• In the beginning of the episode shown 18th century French but after that, there were shown scene of space ship and appear title saying 3000 years later. So in fact, story setting should the 48th century, not 51st century (although this is clarified when The Doctor mentions to Rose that it is about "3000 years into your future, give or take").
  • When the Doctor was reading Madame de Pompadour's mind, and she was talking about his childhood, in one scene, he had his index and middle fingers in front of her ears, but in the next shot of them, his index, middle, and ring fingers are there. He moves his fingers.
  • The behaviour of the fireplace window is quite strange. When the Doctor is talking to Reinette through the fireplace, the time in France and on the spaceship is synchronized, as it is when he is on the French side of it. However, when he's on the ship side and not talking to Reinette, time flows much faster (and at a variable rate) on the French side. Interestingly, we never see any hint of this effect with the other time windows - Reinette doesn't seem to go missing when she walks through to the spaceship. The Doctor states that there is a "loose connection" and so it's not like so many seconds to so many minutes. This would explain why Rose shouts that the Doctor would be furious if Reinette went through to the spaceship as the group don't know exactly how much time would have passed. As for the other windows not time jumping, perhaps it's only the fireplace that doesn't work properly. When people are communicating through the windows (like when the Doctor and Reinette are at the start of the episode) maybe the window recognises this and lets time flow correctly.
  • At the end of School Reunion, Rose hated the idea of Mickey being aboard the TARDIS. Here, she seems fine with the idea of him coming along, and not much time has passed in-between, as Mickey says that it's his first trip. We can assume the Doctor took Mickey and Rose back home after School Reunion, possibly to pick up clothes etc. for Mickey. Also Rose has clearly used irons on her hair to give it a wavy look so perhaps it has been a few days at the most and therefore Rose has warmed to the idea of Mickey joining them.
  • Why doesn't the TARDIS translate Reinette saying "Monsieur"? This is standard French and very nearly all English people know what Monsieur and Mademoiselle means so maybe the TARDIS recognized that Mickey and Rose didn't need this translated. Or, as later established in The Fires of Pompeii, she may have used an English word, such as "Sir" at this point, for some reason.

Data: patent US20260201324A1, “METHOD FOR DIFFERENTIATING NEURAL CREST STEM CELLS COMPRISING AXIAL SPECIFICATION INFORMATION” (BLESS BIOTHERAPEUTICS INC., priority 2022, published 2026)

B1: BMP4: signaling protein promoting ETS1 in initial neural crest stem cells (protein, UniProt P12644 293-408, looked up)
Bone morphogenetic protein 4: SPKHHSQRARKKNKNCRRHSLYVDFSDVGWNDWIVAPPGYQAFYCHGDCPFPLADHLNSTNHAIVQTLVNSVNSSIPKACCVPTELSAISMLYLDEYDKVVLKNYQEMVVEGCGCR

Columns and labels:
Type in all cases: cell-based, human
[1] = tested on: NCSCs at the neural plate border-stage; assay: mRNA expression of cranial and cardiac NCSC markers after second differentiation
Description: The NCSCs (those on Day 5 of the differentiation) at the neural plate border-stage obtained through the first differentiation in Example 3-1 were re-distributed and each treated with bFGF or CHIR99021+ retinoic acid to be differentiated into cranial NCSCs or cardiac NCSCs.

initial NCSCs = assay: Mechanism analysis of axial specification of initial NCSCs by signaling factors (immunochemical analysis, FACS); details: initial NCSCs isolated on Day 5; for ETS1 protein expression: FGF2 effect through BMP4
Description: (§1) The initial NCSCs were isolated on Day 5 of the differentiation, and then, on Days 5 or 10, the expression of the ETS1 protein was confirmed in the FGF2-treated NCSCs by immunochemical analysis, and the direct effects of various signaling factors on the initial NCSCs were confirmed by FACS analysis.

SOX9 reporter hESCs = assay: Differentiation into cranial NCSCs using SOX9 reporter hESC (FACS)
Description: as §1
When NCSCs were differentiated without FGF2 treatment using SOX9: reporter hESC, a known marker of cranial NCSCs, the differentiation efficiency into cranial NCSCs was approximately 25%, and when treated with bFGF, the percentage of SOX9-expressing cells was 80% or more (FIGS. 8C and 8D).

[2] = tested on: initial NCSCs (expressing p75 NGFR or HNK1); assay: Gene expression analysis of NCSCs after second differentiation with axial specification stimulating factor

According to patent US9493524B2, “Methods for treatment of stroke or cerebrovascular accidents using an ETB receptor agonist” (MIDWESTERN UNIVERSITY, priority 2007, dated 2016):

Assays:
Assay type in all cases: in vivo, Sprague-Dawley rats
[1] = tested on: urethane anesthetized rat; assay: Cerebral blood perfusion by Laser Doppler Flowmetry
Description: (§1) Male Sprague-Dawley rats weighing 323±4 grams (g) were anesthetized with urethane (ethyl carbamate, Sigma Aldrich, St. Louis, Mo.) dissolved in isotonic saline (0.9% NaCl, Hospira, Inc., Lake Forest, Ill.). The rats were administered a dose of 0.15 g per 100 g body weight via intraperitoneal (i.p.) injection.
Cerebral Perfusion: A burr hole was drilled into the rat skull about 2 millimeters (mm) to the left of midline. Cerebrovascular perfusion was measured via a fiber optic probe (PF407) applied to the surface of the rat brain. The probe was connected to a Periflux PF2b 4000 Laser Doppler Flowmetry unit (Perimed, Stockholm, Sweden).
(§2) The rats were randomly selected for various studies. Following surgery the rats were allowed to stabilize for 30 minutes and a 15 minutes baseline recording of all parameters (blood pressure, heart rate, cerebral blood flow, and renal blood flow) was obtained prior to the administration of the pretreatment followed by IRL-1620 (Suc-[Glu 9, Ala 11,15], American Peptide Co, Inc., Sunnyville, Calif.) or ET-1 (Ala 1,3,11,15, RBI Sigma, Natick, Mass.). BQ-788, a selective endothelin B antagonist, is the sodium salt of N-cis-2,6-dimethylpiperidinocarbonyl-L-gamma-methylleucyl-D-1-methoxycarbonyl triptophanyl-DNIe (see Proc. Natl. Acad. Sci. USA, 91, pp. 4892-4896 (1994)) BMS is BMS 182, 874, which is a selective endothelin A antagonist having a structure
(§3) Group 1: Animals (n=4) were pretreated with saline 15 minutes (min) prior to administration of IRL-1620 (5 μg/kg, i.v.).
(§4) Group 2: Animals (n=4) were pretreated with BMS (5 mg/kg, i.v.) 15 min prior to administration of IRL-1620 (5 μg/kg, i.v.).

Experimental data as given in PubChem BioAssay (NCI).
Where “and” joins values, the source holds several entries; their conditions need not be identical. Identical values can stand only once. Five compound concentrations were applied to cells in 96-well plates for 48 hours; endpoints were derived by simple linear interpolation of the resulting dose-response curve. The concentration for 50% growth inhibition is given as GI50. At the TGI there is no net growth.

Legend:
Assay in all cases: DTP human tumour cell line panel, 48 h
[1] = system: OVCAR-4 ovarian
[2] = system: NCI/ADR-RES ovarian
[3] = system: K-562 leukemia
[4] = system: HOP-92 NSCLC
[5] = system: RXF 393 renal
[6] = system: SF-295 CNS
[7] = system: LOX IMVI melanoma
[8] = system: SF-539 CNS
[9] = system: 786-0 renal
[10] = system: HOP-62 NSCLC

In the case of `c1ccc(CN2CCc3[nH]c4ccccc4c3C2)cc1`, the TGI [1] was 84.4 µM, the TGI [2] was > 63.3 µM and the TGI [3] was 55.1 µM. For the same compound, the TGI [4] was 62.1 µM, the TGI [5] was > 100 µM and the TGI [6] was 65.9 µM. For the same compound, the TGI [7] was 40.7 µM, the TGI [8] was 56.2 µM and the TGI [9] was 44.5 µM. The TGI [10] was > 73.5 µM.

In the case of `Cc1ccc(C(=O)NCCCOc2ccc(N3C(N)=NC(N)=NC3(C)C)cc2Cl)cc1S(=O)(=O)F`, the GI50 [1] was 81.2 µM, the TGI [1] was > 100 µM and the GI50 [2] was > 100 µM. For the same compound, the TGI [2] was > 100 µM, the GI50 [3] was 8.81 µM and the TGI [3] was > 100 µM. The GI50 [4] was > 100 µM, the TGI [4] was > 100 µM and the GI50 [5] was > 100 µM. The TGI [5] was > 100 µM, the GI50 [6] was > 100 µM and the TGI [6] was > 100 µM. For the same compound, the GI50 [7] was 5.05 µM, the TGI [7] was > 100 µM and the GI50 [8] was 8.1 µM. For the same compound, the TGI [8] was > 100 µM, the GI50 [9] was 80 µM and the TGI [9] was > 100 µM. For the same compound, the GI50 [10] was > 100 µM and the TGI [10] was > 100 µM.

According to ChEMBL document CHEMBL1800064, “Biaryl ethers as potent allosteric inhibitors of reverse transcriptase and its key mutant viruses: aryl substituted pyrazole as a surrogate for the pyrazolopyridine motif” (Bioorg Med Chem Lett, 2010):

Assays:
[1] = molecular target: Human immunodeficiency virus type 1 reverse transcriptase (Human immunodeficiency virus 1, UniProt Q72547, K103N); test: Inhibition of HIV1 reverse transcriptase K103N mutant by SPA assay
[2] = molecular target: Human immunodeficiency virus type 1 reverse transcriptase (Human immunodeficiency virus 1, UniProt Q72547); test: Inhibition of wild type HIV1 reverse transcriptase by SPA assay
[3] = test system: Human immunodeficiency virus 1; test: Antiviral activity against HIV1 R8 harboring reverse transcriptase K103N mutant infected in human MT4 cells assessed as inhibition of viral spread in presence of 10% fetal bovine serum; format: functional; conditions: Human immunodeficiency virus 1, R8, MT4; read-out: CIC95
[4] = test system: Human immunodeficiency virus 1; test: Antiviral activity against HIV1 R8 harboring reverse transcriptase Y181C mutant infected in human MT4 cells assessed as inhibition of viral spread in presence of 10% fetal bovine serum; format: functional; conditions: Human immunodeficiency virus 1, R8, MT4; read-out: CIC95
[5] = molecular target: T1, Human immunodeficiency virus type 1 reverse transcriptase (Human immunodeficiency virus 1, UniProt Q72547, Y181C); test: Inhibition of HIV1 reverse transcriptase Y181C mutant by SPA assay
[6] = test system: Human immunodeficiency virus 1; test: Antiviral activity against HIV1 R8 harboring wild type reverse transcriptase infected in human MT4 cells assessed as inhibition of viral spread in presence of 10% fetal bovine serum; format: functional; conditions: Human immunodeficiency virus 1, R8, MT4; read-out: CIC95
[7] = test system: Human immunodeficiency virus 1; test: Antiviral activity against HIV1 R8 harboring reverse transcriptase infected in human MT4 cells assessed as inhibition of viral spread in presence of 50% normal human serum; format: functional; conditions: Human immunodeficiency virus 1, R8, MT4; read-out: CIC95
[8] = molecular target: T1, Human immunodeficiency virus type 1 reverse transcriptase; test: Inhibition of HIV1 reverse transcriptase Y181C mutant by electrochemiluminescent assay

• Reinette says she was seven when she met the Doctor as a child, and yet she also says that it is 1727. However, she was actually born on the 29th of December 1721, so she can't possibly be seven.  Children often round their age, records of births are not 100 per cent accurate in historical records from that time period.
  • How do the clockwork robots wire human body parts into machinery? The two examples we see have no biological systems to maintain the body parts in working condition. A lot of technological advancements can happen in 3000 years. The support systems would not necessarily be recognizable to us.
  • As Mickey asks, just what is the horse doing on the spaceship? Did it just happen to walk through one of the time windows (and, if so, why was that window left wide open for anything to walk through) and avoid being taken apart for parts by the robots, or was it already on the ship and somehow avoided being taken apart for the year since the ship was stranded, and didn't show up when the Doctor scanned for lifeforms. It is never made clear exactly when the horse walked through and it is stated that the robots needed Reinette's brain for their ship and so they could have just dismissed the horse if it wondered through after all but that one repair had been made. The Roberts kept entering at different points in her life and didn't close all of them off.
  • Why doesn't the service robots' programming prevent them from using the crew for parts? It is entirely possible that it never occurred to the crew that the robots would try to use them for parts, so they never thought to rule it out in the programming. It's also possible that in addition to the damage to the ship, the robots themselves were damaged and acted a bit outside of their normal programming, or they could just have been defective all along without anyone noticing until it was too late - perhaps they were new models without all the bugs worked out. A less likel'y but still possible explanation is that there was some sort of sabotage at work.
  • There are several scenes where the robots put their dissection tools next to a human's body, yet we never see them even attempt to use them. They are stopped in those instances, as shown in the episode.
  • Why, exactly, does being part of events mean that the Doctor can't use the TARDIS to get to France? He's used it to travel around within an adventure before - as long as he doesn't arrive before he left, he isn't breaking any kind of causality. And why - at the end - doesn't he return to pick up Reinette by using the TARDIS instead of using the fireplace? The Doctor read Reinettes letter, where she says she never got the chance to see the stars. If The Doctor went back to do so, he would've changed the past, possibly resulting in a paradox.